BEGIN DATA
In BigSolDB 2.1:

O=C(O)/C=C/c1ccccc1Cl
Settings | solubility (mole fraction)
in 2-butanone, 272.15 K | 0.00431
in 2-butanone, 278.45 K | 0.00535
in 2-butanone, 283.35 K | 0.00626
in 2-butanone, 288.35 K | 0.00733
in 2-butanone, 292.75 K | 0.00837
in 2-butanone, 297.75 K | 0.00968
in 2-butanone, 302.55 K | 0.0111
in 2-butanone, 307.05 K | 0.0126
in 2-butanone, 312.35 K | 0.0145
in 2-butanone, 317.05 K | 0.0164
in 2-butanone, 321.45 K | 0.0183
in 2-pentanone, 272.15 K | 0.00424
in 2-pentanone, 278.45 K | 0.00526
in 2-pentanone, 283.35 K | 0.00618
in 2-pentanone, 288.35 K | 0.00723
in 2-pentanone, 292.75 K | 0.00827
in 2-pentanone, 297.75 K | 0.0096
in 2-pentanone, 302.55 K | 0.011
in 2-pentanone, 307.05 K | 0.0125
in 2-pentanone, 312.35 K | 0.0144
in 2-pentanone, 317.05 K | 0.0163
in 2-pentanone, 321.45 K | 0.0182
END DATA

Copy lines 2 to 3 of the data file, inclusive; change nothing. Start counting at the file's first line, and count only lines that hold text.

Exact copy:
O=C(O)/C=C/c1ccccc1Cl
Settings | solubility (mole fraction)